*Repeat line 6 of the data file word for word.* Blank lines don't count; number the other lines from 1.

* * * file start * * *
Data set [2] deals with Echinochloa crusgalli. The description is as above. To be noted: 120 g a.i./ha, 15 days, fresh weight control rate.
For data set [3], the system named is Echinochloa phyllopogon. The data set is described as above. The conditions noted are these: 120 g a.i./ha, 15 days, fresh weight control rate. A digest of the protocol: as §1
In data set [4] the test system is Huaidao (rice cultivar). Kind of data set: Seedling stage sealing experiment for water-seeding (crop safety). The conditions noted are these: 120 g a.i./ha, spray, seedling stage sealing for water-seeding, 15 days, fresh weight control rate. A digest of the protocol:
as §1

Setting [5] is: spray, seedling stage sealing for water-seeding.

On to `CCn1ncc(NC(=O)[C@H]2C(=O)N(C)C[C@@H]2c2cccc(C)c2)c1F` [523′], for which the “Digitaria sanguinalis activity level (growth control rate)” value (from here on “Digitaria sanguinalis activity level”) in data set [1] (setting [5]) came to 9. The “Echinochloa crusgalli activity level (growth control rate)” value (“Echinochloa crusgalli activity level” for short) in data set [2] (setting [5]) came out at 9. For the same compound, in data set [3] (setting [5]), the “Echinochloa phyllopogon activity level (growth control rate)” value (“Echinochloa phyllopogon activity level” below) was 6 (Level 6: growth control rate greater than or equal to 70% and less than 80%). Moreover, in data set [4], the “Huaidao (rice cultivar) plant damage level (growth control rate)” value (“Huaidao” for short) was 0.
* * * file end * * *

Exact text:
On to `CCn1ncc(NC(=O)[C@H]2C(=O)N(C)C[C@@H]2c2cccc(C)c2)c1F` [523′], for which the “Digitaria sanguinalis activity level (growth control rate)” value (from here on “Digitaria sanguinalis activity level”) in data set [1] (setting [5]) came to 9. The “Echinochloa crusgalli activity level (growth control rate)” value (“Echinochloa crusgalli activity level” for short) in data set [2] (setting [5]) came out at 9. For the same compound, in data set [3] (setting [5]), the “Echinochloa phyllopogon activity level (growth control rate)” value (“Echinochloa phyllopogon activity level” below) was 6 (Level 6: growth control rate greater than or equal to 70% and less than 80%). Moreover, in data set [4], the “Huaidao (rice cultivar) plant damage level (growth control rate)” value (“Huaidao” for short) was 0.